The Future of Fashion Is Wearing Iconic Chairs From the Past

The iconic Aalto stool with a chequerboard twist for the Supreme x Artek collaboration from

The iconic Aalto stool with a chequerboard twist for the Supreme x Artek collaboration from SS17.

The Reebok and Eames collection is one of the most recent in a long line of furniture and fashion collaborations like the Bauhaus-Archiv and Highsnobiety collaboration, the Dries Van Noten partnership with the estate of Verner Panton, Off-White and IKEA’s pairing, and the Rick Owens furniture line (not so much a collaboration as a spectacle). To fashion fanatics like Jian DeLeon, Nordstrom’s men’s fashion and editorial director, these collaborations add to the canon of each brand or designer. “People who like premium products or an artist’s work are likely looking for new ways to flesh out that universe and, best case scenario, get their taste in interiors and ready-made design validated through these kinds of partnerships,” he says.

Jian likes to define culture as a gigantic bowl of spaghetti. “You start on one end of a noodle, whether it’s fashion, sneakers, or furniture, and along the way you might find things you’re also into,” he explains. “That’s what these collaborations speak to, the fact that no one consumer is a monolith, and people can be into many things at once. When two things you’re passionate about come together, it’s a win-win.” Jian argues that putting chairs on things that we wear is the latest evolution of wearable art, pointing out that “people might not have the space for a Wassily chair or Eames lounger, but wearing it on your chest or the Eames dot pattern on your feet isn’t as big of an investment.”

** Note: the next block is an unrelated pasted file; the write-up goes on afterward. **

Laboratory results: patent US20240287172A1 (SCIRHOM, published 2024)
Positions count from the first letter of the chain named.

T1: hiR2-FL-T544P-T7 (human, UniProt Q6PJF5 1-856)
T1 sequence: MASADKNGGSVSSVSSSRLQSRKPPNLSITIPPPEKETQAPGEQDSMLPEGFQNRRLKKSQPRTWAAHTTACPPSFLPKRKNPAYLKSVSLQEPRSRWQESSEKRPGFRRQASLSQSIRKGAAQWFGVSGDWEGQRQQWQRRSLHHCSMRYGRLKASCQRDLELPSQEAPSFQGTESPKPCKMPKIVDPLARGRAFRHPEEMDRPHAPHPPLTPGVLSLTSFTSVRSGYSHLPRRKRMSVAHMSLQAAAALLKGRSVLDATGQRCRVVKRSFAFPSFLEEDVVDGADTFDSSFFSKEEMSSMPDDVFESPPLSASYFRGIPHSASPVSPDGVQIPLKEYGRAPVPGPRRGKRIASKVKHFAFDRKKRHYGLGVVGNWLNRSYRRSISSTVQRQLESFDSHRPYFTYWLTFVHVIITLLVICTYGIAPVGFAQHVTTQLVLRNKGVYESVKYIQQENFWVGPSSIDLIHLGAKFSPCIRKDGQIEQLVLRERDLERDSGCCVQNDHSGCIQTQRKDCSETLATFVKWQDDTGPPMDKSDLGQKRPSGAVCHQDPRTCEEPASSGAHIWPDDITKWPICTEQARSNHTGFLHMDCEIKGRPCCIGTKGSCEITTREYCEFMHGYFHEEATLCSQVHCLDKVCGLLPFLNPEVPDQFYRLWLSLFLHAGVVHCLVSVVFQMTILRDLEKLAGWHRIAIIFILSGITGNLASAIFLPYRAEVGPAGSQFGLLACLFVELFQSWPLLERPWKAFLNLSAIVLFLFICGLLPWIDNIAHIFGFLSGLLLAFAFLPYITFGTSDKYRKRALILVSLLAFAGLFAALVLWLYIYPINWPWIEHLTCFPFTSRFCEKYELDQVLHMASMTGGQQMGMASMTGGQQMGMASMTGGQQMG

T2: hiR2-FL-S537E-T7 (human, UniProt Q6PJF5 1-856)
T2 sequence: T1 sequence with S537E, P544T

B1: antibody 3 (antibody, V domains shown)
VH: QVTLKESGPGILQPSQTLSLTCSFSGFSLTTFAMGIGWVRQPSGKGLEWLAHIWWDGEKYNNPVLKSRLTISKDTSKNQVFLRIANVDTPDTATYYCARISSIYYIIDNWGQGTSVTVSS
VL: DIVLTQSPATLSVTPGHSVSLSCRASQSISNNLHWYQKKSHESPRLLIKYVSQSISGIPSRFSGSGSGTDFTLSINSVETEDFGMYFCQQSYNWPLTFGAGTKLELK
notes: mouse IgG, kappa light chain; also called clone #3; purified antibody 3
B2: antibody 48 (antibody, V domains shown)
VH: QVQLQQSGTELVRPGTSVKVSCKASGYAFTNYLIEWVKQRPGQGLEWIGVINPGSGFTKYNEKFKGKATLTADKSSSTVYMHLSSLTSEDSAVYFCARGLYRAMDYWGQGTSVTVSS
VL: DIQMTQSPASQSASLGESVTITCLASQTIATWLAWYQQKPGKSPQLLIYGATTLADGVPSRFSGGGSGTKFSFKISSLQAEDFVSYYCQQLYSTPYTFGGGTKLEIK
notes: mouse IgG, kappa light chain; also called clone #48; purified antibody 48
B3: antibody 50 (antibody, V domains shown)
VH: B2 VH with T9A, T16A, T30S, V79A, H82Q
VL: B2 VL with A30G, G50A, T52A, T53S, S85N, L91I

A freshly inked tattoo of the Le Corbusier Gravity Chaise Lounger.

Photo: Saint Claire

A tattoo of the Wassily chair located on the lower arm of another client.

Photo: Saint Claire

However, some fans of the Wassily chair love it so much, that they’re willing to make a different kind of investment. San Francisco–based tattoo artist, Saint Claire, has fostered connections with others through the collecting and selling of furniture. This experience inspired them to incorporate pieces of furniture into their flash tattoo designs; in February 2021, Saint added the Cesca chair, the Wassily chair, and Le Corbusier Gravity Chaise Lounger to their flash offerings and has since inked a number of iconic designer chairs on clients.

“It’s cool how a design can connect you with all different kinds of people,” Saint says. “Everybody has their own story with it and we just share those stories while giving tattoos. They’ll tell me, ‘Oh, my grandma had this in her home,’ and we just share that special [bond] over a design. Some people say they can’t have it in real life, so they have it on their body forever. Or they already have it in their home, so they want to decorate their bodies with it. You’re decorating their body just like they’re decorating their home.”

A pair of friends with matching Cesca chair tattoos by the artist Saint Claire.

Photo: Saint Claire